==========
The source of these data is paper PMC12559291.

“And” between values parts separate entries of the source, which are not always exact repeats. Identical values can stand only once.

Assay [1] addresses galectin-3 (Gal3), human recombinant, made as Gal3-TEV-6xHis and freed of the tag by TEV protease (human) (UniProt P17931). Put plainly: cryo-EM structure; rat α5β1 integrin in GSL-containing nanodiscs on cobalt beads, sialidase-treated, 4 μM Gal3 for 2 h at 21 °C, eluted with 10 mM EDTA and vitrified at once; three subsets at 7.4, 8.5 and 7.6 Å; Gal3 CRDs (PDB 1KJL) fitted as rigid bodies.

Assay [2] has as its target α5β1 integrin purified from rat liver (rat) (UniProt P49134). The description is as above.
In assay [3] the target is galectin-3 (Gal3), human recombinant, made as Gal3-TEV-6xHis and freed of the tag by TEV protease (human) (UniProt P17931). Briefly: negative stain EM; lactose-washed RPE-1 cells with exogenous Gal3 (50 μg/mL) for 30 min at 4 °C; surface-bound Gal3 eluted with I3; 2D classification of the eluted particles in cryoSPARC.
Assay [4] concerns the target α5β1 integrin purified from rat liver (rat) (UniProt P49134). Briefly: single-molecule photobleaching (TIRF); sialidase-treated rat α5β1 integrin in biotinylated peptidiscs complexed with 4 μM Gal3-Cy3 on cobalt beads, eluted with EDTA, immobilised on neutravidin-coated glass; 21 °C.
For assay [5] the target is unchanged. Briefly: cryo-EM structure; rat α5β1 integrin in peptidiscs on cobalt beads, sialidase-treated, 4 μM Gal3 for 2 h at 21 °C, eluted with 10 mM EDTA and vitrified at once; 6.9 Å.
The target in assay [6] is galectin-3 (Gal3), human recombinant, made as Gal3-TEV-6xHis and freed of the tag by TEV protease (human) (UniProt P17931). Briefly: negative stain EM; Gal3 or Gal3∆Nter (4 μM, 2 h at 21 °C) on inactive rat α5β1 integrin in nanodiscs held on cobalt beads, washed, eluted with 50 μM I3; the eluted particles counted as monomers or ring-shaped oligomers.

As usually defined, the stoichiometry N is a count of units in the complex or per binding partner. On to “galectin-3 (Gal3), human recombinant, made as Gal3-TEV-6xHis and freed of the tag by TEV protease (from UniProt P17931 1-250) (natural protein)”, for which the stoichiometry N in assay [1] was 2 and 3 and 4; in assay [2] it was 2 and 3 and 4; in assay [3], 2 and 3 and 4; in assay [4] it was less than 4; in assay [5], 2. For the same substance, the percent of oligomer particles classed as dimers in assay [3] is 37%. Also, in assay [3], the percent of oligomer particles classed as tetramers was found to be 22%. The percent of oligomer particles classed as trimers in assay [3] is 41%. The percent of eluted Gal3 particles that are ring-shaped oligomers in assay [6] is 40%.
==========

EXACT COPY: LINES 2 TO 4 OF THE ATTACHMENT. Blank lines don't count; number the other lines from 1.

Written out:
“And” between values parts separate entries of the source, which are not always exact repeats. Identical values can stand only once.

Assay [1] addresses galectin-3 (Gal3), human recombinant, made as Gal3-TEV-6xHis and freed of the tag by TEV protease (human) (UniProt P17931). Put plainly: cryo-EM structure; rat α5β1 integrin in GSL-containing nanodiscs on cobalt beads, sialidase-treated, 4 μM Gal3 for 2 h at 21 °C, eluted with 10 mM EDTA and vitrified at once; three subsets at 7.4, 8.5 and 7.6 Å; Gal3 CRDs (PDB 1KJL) fitted as rigid bodies.

Assay [2] has as its target α5β1 integrin purified from rat liver (rat) (UniProt P49134). The description is as above.